Sometimes referred to as affective disorders, mood disorders are more common than most are aware of. Modern science had aided in the treatment of a variety of disorders and consequently made their symptoms manageable enough for the diagnosed to live a very normal life. In fact, the National Institute of Mental Health reports that 20.9 million US citizens ages 18 and older have been diagnosed with one. That means it’s quite probable that you know someone with a mood disorder.
In all reality you likely have a coworker, friend or even family member suffering from a disorder such as depression, bipolar or premenstrual dysphoric disorder. Being unaware of it doesn’t mean it isn’t there.
Many victims of mood disorders don’t speak up about their troubles
because there’s an overwhelming stigma against mental illness in America. According to a study published by the American Psychological Association, those who are aware that something is wrong may still delay treatment or even the pursuit of a diagnosis due to this stigmatization.
Think about how many times you’ve heard someone callously refer to another person’s behavior as “crazy” or “bipolar.” It’s so common in our society to use such terminology loosely that you hear the references often in movies and song lyrics. Now think about how it might feel to someone who actually has bipolar disorder to hear those comments. The same APA study claims that the American stigma against mental illness diminishes self-esteem in sufferers of these disorders.
Traditionally, the Diagnostic and Statistical Manual of Mental Disorders (DSM-V) grouped many disorders together with regard to each being a mood disorder. Recent updates in the manual have changed the classifications so that “depressive disorders” and “bipolar and related disorders” are their own subsets, per Healthline. Nonetheless, all are mood-related disorders that require somewhat similar treatment and exhibit some like symptoms. According to Healthline, anxiety disorders are also considered to be mood disorders.
The signs of a mood disorder aren’t always obvious. Not everyone experiences them in the same fashion, but most have similar red flags. If you suspect that you or someone you know might be suffering from a mood disorder, look for these telltale signs, per Johns Hopkins Medicine:
- Ongoing feelings of despair and hopelessness
- Extreme guilt, self-loathing, and feeling like you don’t measure up
- Feeling like you want to die
- Loss of interest in things you once liked doing
- Strained relationships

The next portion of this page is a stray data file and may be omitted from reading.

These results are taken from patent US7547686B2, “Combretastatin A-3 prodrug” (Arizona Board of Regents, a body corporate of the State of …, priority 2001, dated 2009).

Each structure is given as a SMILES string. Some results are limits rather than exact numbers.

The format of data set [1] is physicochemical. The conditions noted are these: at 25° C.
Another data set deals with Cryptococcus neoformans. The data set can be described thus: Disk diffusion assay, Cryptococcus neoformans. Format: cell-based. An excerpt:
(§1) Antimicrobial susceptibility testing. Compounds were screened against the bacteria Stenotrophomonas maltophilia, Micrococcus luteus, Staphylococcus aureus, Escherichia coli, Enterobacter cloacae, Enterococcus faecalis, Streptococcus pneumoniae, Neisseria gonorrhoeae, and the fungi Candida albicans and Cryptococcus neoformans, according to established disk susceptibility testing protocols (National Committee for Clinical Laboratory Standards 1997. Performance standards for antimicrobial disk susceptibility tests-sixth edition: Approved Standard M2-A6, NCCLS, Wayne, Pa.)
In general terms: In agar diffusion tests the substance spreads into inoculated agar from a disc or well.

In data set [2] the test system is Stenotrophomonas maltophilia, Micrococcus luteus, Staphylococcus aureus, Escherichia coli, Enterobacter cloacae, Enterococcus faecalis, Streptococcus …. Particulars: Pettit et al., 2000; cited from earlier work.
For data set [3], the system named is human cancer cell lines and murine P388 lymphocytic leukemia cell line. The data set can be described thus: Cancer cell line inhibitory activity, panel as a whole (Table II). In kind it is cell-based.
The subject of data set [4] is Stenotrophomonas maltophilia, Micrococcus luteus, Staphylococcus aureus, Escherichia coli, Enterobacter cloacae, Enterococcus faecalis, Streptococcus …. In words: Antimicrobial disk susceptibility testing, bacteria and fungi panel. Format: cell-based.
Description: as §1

- Trouble sleeping or excessive sleepiness
- Appetite and weight fluctuations
- Trouble concentrating
- Suicidal ideations
- Physical ailments; aches and pains that persist
- Feeling like you want to run away; “fight or flight” response
- Aggressive moods/behaviors; feeling irritable or argumentative
- Loss of ability to make decisions
A few of the more commonly known mood-related disorders are major depressive disorder (MDD), postpartum depression (PPD), and bipolar disorder. In order to be diagnosed with a mood disorder, certain criteria must be met. This means the patient must present a set number of specific symptoms, and often within a certain time period or in a certain pattern in order to be diagnosed.
The Reproductive Link
In a Northwestern Medicine study of 10,000 new mothers, 14 percent met the criteria for a diagnosis of postpartum depression. In recent years, news of the diagnosis being rendered to men has made for some interesting conversations. Nonetheless, a 2010 study published by the Journal of the American Medical Association touted that about 10 percent of new fathers meet the criteria for postpartum depression too. Recent speculation in the medical field has pointed to a possible link between PPD and another disorder that’s been making headlines called premenstrual dysphoric disorder (PMDD).
PMDD is also now classified as a depressive disorder, reports the American Psychiatric Association. While the Office of Women’s Health at the U.S. Department of Human Services states that at least 85 percent of all women have symptoms of premenstrual syndrome (PMS). According to Psych Central, women with the disorder suffer from debilitating symptoms that severely interfere with their quality of life, such as explosive rage and feelings of intense anger, an overall feeling that they’ve lost control of themselves and feelings of desperation and hopelessness. Symptoms occur monthly during the last two weeks of a woman’s menstrual cycle (the luteal phase); ovulation triggers the onset of symptoms, which don’t subside until menstruation begins, or shortly thereafter.
Thought to have some hereditary roots, nothing genetic has been singled out, but many women report the disorder running through their families. In many females, the beginning of menses initiates the occurrence of PMDD; in others, it doesn’t spring up until later in life, sometimes following pregnancy and other times out of nowhere. According to the NIMH, women are already 50 percent more likely to have a mood disorder in their lifetime than men are. Given its name, you can correctly assume that PMDD is a female-only disorder. The Cleveland Clinic states that PMDD occurs in three to five percent of menstruating females.
Major Depressive Disorder+
Sometimes referred to as clinical depression, depression affects one in 10 adults, per the Center for Disease Control and Prevention. Symptoms can vary somewhat from person to person, but most will show symptoms of noticeable lethargy, loss of interest in things they once enjoyed, feelings of self-loathing and guilt, irritability, and trouble concentrating. For some, depression is an illness they’ll battle all their life. For others, it may come in spurts, such as the way it does with seasonal affective disorder — once thought of as a mood disorder but now classified as a seasonal depressive disorder that generally occurs through the autumn and winter months, disappearing when warmer weather and increased sunshine appear. Then some people experience major depressive disorder as just a bump in the road following a trauma or unfortunate event which eventually dissipates. When MDD persists for more than two years, it is classified as chronic major depression.
MDD is generally linked to a chemical imbalance in the brain. Johns Hopkins Medicine states that mood disorders are more likely to arise in patients who have a parent with a mood disorder. However, having a disorder-free set of parents doesn’t exempt you from developing one yourself. Part of the cause of many mood disorders is entirely environmental.